The Protein: Hemagglutinin (HA), a protein involved in the viral infection process. Specifically, HA helps cells internalize the virus and eventually the viral RNA. Structure: Hemagglutinin is a trimeric transmembrane protein that extends from the surface of viruses. There are two types of … Continue reading
Wilson’s disease is a rare disorder in which too much copper accumulates in your liver, brain or organs in general. The liver is not able to filter out copper properly. I would focus Wilson copper ATPase, also known as the … Continue reading
Chris Petersen will host a tour of the collection on Tuesday of Week 8 (May 23) at 10 am. We’ll meet at the library 5th floor (Special Collections). Read about Pauling’s discovery of the alpha helix here.
This was news a few months ago but the Weihong Qiu lab in the Physics/Biophysics lab observed and reported that kinesin can walk backwards. It was previously thought that kinesin could only walk forward, in fact the Hoogenraad Lab video … Continue reading
Let me introduce Erythrocruorin, giant hemoglobin made from earthworms. This hemoglobin is HUGE, it is comprised of 144 globin chains and its skeleton is comprised of 12 globin chains. Each of these chains can carry oxygen and with its 3-fold … Continue reading
TMV is the first virus to be discovered and is found to be mostly made of protein. It is supposed to be very stable and can survive for years within a cigar or cigarette. TMV’s helical shape kind of reminds … Continue reading
Actinomycin, discovered in Streptomyces antibioticus in 1940, is the first natural antibiotic that has anti-cancer activity. Unfortunately, actinomycin does not specifically kill cancer cells, so it too toxic for general use. This molecule works by intercalating into the DNA double … Continue reading
Proteasomes break down other proteins. They help keep the cell free of damaged proteins as well as allowing the cell to recycle parts of proteins that it no longer uses. In this image, the yellow and red core is where … Continue reading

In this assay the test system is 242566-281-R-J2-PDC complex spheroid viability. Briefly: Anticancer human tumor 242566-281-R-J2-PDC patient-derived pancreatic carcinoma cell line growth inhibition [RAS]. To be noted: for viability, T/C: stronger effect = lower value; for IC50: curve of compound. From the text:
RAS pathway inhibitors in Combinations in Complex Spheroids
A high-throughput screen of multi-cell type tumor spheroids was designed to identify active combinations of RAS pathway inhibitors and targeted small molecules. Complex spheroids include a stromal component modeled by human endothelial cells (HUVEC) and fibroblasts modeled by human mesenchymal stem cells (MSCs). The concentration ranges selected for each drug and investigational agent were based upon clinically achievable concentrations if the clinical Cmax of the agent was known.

This is the P-Glycoprotein found in many cells of the human body. It’s role is to search for toxic molecules and eject them from the cell to be disposed. Using ATP, the P-Glycoprotein targets mostly hydrophobic toxic molecules in its … Continue reading
Sodium-potassium pumps create and maintain electrochemical gradients, pumping potassium ions into the cell and sodium ions out of the cell. The established gradient is a crucial part of sending electrical nerve signals and regulating the osmotic pressure in cells. When the … Continue reading
Aquaporin creates a channel for water molecules to pass through a membrane, so this molecules pops up when talking about osmosis. Aquaporin can be found in many organisms, from bacteria to eukaryotes and is made up of 4 identical chains. The molecule … Continue reading
This week please post a protein example from the Molecule of the Month and include an idea of how the dynamics of that protein could be conveyed artistically! Here’s a quick rundown of the artwork we looked at on Tuesday … Continue reading
Hi all, I wanted to say thanks for a great semester, and wanted to share this cool game I found! Foldit is a protein folding game was developed by the University of Washington. As more people play the game, researchers at … Continue reading
Below is the link for art captions. Please ensure your caption and PDB picture stay on one page. Once you are done, remember to put your project and name in the ballot on the last page. https://docs.google.com/document/d/1mApN-EBO76QV3N_XFD6QjF_qgeStUoz_0j-K3cLXpnU/edit?usp=sharing
Here are some interesting possibilities for my protein (keratin) portrait. I’m thinking about using wool as a medium, since wool is a type of keratin. Tomorrow in class I’d love to share my goals for the project and brainstorm with … Continue reading
So, if you guys were to read a comic at a presentation, how much context/background story would you feel comfortable with before getting bored? I presently have about 10 panels.